After numerous presentations littered with tools, processes, models, charts and data, it's always refreshing - not to say a relief - to hear a genuine business leader go back to basics. Many in the corporate world have a tendency to overcomplicate and overengineer what they do, relying on endless PowerPoint slides as a crutch rather than telling a compelling story that their audience can identify with. So once in a while it's good to sit and listen to a CEO talk about the things that really matter in business - great customer service, product and service innovation, and treating your employees with respect, to name but a few.
At the Synergy 2009 conference in Chicago, organised by group purchasing organisation Corporate United, Jim Donald, former CEO of Starbucks, gave just such a presentation. Speaking for an hour mostly without notes and with not a slide in sight, he explained the five principles he has picked up from a long career in the retail sector (which included a spell at the beginning of the 1990s working for the legendary and late Sam Walton, founder of Wal-Mart):
1. Never be bigger than the frontline - just because you are in the corner office doesn't mean you always know better than your shopfloor staff.
2. Go where you've never been before - whether it be stores, offices, suppliers or whatever.
3. Communicate with people daily - let them know what's going on in the organisation and in their language (including the partners of key managers whose home life is likely to be disrupted!)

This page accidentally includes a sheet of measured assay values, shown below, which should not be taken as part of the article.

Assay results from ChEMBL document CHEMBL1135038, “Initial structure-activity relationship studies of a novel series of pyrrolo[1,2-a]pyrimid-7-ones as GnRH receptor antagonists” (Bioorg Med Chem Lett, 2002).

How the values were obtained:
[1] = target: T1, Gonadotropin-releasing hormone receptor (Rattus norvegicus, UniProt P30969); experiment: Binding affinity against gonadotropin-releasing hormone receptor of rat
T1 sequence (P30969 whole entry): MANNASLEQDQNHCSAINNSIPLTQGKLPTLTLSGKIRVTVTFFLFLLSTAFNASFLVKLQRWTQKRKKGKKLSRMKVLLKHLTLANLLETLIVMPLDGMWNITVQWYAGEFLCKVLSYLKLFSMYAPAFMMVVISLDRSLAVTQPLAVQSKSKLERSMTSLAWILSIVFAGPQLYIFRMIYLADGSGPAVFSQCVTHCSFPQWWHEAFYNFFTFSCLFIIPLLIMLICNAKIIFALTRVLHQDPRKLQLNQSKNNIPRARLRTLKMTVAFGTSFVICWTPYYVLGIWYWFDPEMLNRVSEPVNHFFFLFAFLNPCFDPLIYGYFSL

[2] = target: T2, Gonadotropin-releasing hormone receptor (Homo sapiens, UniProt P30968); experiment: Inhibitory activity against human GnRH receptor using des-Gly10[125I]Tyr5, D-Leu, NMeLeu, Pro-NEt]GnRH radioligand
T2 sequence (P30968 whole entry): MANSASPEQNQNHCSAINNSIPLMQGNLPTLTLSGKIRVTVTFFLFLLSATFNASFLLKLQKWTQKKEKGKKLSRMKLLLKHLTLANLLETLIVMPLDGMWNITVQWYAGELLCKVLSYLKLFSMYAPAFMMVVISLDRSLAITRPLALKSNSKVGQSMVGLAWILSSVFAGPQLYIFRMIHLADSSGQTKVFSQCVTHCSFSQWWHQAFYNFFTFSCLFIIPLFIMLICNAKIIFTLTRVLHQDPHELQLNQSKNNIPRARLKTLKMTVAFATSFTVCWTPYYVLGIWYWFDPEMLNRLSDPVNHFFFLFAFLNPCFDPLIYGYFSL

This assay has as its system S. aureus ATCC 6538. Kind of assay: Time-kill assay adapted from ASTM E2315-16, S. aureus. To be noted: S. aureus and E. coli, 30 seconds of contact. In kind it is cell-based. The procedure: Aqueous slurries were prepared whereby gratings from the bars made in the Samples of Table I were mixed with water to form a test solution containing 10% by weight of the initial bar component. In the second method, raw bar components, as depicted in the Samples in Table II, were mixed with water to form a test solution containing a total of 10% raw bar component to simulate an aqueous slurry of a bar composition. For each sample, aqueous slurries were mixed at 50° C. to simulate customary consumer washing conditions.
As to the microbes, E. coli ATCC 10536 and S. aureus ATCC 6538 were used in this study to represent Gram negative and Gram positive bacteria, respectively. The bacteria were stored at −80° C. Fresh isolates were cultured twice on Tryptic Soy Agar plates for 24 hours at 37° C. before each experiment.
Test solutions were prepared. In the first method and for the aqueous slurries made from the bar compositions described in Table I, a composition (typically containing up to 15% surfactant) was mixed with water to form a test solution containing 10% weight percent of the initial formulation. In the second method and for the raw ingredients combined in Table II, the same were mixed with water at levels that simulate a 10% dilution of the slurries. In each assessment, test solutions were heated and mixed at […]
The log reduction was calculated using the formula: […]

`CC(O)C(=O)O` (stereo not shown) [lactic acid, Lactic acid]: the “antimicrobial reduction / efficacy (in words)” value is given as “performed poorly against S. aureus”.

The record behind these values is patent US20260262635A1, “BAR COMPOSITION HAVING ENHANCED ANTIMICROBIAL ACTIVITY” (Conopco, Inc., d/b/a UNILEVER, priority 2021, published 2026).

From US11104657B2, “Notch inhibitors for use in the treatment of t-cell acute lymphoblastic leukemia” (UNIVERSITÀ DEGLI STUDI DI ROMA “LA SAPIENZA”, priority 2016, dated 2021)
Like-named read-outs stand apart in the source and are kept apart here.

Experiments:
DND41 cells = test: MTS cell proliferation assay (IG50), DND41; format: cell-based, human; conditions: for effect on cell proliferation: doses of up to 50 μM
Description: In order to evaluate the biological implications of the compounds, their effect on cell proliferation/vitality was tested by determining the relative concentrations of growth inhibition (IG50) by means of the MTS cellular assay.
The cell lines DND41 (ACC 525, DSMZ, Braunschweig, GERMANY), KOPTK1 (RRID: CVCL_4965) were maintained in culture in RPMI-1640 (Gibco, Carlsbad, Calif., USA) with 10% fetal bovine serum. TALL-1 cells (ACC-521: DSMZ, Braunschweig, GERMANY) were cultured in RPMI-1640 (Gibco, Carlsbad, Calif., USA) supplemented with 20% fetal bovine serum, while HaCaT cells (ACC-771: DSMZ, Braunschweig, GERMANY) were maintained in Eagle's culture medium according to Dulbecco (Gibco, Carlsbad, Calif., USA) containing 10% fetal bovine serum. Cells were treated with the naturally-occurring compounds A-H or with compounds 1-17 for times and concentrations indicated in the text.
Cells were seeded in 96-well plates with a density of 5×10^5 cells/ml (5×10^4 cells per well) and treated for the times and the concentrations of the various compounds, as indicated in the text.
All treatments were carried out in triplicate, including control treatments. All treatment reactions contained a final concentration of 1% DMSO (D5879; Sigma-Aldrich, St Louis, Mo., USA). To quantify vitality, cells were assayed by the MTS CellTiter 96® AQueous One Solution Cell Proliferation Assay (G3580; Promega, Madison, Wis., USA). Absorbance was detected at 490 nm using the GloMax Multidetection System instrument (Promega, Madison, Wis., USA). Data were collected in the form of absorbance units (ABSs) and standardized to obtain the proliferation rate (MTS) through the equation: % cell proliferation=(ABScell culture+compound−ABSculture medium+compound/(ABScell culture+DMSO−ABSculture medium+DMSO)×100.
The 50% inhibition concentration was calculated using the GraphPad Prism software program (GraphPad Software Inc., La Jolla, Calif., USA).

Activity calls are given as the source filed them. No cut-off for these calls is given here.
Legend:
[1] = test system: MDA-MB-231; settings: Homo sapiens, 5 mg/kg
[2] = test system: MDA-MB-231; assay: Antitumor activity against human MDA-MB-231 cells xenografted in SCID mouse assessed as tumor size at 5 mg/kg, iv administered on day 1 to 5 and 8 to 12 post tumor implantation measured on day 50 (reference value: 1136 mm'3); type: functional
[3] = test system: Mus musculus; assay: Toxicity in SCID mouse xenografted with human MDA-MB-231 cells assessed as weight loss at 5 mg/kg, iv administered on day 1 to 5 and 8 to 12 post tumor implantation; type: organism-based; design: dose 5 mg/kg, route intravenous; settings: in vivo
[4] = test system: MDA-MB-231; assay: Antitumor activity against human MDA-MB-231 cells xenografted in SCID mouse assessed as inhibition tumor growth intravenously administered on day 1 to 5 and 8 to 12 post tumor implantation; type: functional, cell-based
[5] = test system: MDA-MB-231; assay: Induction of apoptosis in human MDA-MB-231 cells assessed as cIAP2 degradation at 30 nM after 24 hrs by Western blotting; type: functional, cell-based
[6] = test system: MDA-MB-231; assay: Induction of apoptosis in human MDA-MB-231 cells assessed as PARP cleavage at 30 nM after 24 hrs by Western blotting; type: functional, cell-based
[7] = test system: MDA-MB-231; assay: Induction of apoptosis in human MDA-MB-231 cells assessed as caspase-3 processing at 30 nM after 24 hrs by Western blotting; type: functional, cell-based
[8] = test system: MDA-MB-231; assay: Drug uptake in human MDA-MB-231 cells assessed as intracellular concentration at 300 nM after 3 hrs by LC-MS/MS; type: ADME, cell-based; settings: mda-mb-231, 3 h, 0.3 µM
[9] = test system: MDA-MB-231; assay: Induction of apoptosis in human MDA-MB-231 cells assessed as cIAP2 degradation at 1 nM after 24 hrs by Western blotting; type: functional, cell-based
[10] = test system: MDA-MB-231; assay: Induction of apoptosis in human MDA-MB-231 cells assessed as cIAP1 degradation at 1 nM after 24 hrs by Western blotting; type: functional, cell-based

4. Know your fish story - in other words, what's the "hook" to get people onboard with your plans?
5. Celebrate success - and in doing so enthuse people to perform. "We don't do it enough," he declared.
I won't attempt to recount Donald's many stories of how he learnt and/or sought to implement these principles, but there were plenty, particularly from his time running the struggling US supermarket chain Pathmark prior to his six-year tenure at Starbucks (from which he was fired by founder and chairman Howard Schulz in 2008 - an incident that he explained to the audience as "shit happens!"). But one involved taking 16 female bakery counter workers for a slap-up dinner after they increased sales by 75% in one week at their own initiative; another, giving a fish counter guy called Nelson the right to circumvent central purchasing and buy several hundred pounds of rockfish, which he believed would sell better locally (it did).
Interestingly, Donald revealed that he spent almost four years in charge of indirect procurement earlier in his career, and that he loved the job. He also told the audience of around 150 sourcing professionals that being open and honest with suppliers was essential, and that CPOs and CEOs ought to have a close relationship in good economic times as well as bad. But what impressed me most about him was that rather than turn up 10 minutes before he was due to go on, as most senior executives would, Donald actually spent the previous day sitting in on conference sessions, making notes and talking to attendees. He clearly needs work (he mentioned during his presentation that he'd called the Corp Utd folk several times asking to speak, rather than the other way around). Nevertheless, voluntarily listening to several hours of presentations and looking at hundreds of slides on topics outside of one's usual area of interest has to be commended.